The government of Prime Minister Ehud Olmert is strongly hinting that it will offer half of Jerusalem to the Palestinians at an upcoming US-hosted peace summit, even though an overwhelming majority of Israelis remain firmly opposed to concessions in the holy city.
At Sunday's cabinet meeting Vice Prime Minister Haim Ramon insisted that it is "in Israel's interest that all the Jewish neighborhoods in Jerusalem receive international recognition, and that Arab neighborhoods like Wallaja and Shoafat are transferred to the Palestinians," and said the issue would play prominently at the peace conference scheduled to take place late next month in Annapolis, Maryland.
In his speech to the Knesset a day later, Olmert avoided mentioning the future status of Jerusalem specifically, but stated that "difficult decisions" would have to be made in Annapolis if Israel wanted to see an end to the conflict.
But the results of a public opinion poll published Tuesday by Israel's Yediot Ahronot newspaper revealed that Olmert does not have the support needed to divide the Israeli capital. Even in the framework of a final status agreement, 68 percent of Israelis said they would not support ceding the Arab-dominated areas of eastern Jerusalem to the Palestinian Authority.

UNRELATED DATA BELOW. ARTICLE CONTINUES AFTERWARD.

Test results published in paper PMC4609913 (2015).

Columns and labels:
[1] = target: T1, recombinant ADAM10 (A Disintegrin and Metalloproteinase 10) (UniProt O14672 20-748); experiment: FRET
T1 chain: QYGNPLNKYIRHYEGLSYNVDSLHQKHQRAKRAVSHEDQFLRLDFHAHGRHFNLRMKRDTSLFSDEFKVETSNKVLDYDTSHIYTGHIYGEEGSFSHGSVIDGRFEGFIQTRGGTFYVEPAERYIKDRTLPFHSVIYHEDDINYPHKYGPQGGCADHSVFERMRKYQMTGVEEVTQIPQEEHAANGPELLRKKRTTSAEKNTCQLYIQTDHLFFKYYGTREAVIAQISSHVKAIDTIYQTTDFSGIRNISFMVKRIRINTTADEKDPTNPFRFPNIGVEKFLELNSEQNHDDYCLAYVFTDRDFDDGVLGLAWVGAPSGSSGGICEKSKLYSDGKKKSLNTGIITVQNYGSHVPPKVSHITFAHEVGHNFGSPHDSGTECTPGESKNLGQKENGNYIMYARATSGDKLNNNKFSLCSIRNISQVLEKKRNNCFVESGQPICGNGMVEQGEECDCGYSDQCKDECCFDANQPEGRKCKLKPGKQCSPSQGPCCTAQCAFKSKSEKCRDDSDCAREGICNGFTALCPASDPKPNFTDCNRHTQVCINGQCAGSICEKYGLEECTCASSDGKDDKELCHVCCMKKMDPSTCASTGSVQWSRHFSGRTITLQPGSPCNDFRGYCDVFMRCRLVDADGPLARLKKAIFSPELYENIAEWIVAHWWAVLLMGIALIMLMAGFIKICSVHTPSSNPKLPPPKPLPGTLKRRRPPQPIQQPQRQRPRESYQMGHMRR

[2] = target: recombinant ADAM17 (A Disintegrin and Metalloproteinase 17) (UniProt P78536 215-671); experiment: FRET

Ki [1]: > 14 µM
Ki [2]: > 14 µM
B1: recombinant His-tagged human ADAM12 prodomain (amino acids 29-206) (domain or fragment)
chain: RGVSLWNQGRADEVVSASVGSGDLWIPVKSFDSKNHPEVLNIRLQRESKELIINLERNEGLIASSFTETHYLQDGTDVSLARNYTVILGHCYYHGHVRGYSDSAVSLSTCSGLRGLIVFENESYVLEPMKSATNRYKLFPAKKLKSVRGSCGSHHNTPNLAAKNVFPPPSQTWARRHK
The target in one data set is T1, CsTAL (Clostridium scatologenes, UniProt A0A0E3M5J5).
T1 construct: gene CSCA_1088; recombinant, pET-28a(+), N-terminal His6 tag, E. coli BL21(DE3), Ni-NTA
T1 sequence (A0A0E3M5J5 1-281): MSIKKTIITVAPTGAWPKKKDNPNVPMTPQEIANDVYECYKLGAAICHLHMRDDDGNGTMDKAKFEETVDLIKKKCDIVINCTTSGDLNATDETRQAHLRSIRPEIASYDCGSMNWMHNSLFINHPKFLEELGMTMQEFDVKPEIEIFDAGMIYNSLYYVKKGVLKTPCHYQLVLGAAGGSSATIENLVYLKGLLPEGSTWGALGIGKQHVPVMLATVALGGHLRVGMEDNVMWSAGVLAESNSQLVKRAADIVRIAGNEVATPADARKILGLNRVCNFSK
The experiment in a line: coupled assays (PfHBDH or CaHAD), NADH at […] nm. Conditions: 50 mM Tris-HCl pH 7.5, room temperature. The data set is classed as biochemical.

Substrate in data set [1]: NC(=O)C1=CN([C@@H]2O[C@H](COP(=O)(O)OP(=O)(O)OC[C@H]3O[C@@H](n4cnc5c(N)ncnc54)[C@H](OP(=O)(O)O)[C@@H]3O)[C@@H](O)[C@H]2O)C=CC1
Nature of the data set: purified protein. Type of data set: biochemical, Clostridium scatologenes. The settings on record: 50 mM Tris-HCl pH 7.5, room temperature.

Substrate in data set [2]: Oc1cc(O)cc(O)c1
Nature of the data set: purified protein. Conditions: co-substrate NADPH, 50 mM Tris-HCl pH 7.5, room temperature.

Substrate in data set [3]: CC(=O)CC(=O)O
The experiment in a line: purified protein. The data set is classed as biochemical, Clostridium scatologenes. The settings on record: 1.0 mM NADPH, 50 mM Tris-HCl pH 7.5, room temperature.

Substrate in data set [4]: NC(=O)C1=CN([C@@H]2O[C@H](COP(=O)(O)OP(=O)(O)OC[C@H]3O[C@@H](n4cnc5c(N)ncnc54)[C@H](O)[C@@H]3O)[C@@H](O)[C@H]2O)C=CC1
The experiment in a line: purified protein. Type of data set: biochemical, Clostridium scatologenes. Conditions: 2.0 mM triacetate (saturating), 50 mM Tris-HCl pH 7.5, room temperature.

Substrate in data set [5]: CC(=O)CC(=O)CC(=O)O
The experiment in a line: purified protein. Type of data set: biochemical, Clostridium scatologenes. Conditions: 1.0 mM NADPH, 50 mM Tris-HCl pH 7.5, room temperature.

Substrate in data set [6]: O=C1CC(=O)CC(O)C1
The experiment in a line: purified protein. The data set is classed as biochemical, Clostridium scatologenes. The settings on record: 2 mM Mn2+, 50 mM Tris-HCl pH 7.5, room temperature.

Asked under what conditions Olmert would be permitted to negotiate Jerusalem's future, a commanding 74 percent of respondents said the prime minister would first need the support of at least 80 percent of the Knesset or a majority in a national referendum.
Meanwhile, a leading Palestinian official on Monday told The Jerusalem Post that his government will accept nothing less than a full Israeli withdrawal from all of eastern Jerusalem, including the neighborhoods that are today Jewish-dominated.
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